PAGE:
Seven Psychopaths

Playwright turned filmmaker Martin McDonagh's latest feature sees a hapless playwright embroiled in a plot involving gangsters, vendettas – and dognapping.
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Martin McDonagh’s latest feature, the long-awaited follow up to his acclaimed crime-comedy debut, In Bruges, sees the the Irish writer/director once again exploring the world of unstable outlaws and their unseemly acts – with a notable addition. In Seven Psychopaths, McDonagh also turns his attentions to his own profession.

His protagonist – and potential screen surrogate, given his name – is Marty (Colin Farrell, Total Recall), a struggling screenwriter whose search for fictional inspiration soon has factual consequences. Marty is working on a new screenplay, but all he has is the title: Seven Psychopaths. Consequently, he’s seeking real-life psychos to interview, to help kick-start the creative process. A classified advertisement placed by his best friend Billy (Sam Rockwell, Cowboys & Aliens) sends the violently-inclined to his door (musician Tom Waits among them), just as a seemingly random dog-napping scam orchestrated by the pacifist Hans (Christopher Walken, Dark Horse) turns troublesome after toying with the wrong target, the sadistic gangster Charlie Costello (Woody Harrelson, Rampart).

As Marty becomes embroiled in the resulting mayhem – altercations with his Australian girlfriend (Abbie Cornish, W.E.), gunfights with gangsters (Zeljko Ivanek, Argo) and terrifying tales of vengeance and vendettas (featuring Harry Dean Stanton, This Must Be the Place) included – Seven Psychopaths probes as well as parodies the events that comprise its plot. Wearing its sense of humour on its sleeve from the outset, the film twists its genre components into a clever concoction that complies with and casts new light on the underlying concept, with generally entertaining results.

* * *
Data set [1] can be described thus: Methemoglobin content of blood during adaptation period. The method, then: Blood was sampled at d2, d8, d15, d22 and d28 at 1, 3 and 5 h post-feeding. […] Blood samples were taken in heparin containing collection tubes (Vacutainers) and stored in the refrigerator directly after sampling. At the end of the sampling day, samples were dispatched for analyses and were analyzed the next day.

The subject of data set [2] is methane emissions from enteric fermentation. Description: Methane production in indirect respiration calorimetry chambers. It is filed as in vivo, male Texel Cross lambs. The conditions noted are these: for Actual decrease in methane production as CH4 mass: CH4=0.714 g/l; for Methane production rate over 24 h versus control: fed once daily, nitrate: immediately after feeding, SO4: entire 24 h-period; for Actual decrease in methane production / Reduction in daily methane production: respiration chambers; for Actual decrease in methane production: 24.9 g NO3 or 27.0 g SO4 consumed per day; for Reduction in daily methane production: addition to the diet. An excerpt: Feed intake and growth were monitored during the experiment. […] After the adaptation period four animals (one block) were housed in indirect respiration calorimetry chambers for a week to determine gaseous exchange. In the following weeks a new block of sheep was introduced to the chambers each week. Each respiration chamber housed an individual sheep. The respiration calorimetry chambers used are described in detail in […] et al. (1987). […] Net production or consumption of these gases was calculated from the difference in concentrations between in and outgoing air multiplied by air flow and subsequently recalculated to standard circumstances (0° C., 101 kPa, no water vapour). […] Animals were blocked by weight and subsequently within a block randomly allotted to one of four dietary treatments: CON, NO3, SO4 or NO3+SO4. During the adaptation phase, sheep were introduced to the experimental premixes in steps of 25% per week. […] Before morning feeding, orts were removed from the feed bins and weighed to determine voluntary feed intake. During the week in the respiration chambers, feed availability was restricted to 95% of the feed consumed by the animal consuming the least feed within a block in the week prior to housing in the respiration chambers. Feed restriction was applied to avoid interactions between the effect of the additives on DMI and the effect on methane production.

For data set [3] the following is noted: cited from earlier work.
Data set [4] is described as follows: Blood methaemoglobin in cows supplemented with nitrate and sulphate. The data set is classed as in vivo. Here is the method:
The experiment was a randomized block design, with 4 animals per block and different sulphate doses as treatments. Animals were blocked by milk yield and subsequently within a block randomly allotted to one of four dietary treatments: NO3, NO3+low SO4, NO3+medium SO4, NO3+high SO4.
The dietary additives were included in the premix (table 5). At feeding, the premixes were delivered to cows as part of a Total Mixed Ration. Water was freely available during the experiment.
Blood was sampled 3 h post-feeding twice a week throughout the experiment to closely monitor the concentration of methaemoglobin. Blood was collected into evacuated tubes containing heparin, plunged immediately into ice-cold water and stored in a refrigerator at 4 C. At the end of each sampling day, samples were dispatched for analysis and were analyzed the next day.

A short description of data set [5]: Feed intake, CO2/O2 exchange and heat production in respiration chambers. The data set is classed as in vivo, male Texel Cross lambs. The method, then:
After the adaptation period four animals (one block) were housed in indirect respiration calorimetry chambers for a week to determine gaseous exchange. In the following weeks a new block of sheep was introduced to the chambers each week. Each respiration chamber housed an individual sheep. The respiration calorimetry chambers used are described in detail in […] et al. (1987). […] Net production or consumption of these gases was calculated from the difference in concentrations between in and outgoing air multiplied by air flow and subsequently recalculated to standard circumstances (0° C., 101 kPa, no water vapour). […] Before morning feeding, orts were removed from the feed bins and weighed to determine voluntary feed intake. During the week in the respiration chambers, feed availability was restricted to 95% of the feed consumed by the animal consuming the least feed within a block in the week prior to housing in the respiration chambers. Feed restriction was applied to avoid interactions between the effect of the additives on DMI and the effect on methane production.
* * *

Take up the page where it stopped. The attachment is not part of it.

McDonagh’s writing is masterful, thankfully so for a film predicated upon skewering a screenplay within a screenplay. His dialogue snaps and crackles with energy, never more so than when recognising its self-referential status, and his handling of criminal tropes proves accurate and amusing. Not all jokes hit their marks, nor does every interlude earn its place in the narrative; the scattershot execution sometimes detracts from the smart script, as does the stylish but all-too-standard direction, but Seven Psychopaths certainly has fun with its endeavours. However, it is the cast that emerges as the film’s strongest element, a far from surprising feat given the talent involved.

Rockwell and Walken steal every scene they’re in, perfecting the film’s dark comedy and biting satire, whilst Farrell makes for an amiable leading man, playing it the straightest of the performers. Each makes the best of the material, even when the film itself wavers.

Although Seven Psychopaths may never fully reach the Tarantino-esque thrills and laughs aimed for, it remains a competent imitation.

Rating: 3 stars out of 5

Seven Psychopaths

Director: Martin McDonagh

UK, 2012, 110 min

Now showing in cinemas

Distributor: Hopscotch

Rated MA

Sarah Ward
About the Author
Sarah Ward is a freelance film critic, arts and culture writer, and film festival organiser. She is the Australia-based critic for Screen International, a film reviewer and writer for ArtsHub, the weekend editor and a senior writer for Concrete Playground, a writer for the Goethe-Institut Australien’s Kino in Oz, and a contributor to SBS, SBS Movies and Flicks Australia. Her work has been published by the Australian Centre for the Moving Image, Junkee, FilmInk, Birth.Movies.Death, Lumina, Senses of Cinema, Broadsheet, Televised Revolution, Metro Magazine, Screen Education and the World Film Locations book series. She is also the editor of Trespass Magazine, a film and TV critic for ABC radio Brisbane, Gold Coast and Sunshine Coast, and has worked with the Brisbane International Film Festival, Queensland Film Festival, Sydney Underground Film Festival and Melbourne International Film Festival. Follow her on Twitter: @swardplay